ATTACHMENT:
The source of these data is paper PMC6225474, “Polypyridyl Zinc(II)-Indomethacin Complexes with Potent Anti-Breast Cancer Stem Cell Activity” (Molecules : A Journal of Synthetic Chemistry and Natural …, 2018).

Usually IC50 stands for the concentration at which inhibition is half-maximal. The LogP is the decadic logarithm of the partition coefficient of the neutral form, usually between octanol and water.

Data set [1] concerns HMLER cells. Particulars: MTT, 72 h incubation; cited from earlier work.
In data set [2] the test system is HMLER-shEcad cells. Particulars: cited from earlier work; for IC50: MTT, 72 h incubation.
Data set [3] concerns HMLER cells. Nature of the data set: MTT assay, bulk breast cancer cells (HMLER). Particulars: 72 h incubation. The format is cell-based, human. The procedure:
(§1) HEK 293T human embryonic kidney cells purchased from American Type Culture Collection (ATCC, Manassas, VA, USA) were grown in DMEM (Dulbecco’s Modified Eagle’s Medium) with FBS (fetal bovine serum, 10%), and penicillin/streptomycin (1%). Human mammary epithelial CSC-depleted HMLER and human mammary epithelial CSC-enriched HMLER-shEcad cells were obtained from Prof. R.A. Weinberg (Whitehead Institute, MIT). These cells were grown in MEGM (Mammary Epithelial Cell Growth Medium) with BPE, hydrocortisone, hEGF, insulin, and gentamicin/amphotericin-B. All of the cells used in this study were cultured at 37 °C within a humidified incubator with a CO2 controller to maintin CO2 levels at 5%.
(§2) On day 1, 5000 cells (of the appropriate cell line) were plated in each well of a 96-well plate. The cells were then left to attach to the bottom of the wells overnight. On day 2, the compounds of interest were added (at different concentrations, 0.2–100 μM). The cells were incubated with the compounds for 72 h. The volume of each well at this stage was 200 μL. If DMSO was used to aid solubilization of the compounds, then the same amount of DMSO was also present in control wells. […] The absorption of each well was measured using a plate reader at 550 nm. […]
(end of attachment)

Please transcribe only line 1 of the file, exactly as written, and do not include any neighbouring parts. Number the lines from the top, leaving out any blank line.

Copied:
The source of these data is paper PMC6225474, “Polypyridyl Zinc(II)-Indomethacin Complexes with Potent Anti-Breast Cancer Stem Cell Activity” (Molecules : A Journal of Synthetic Chemistry and Natural …, 2018).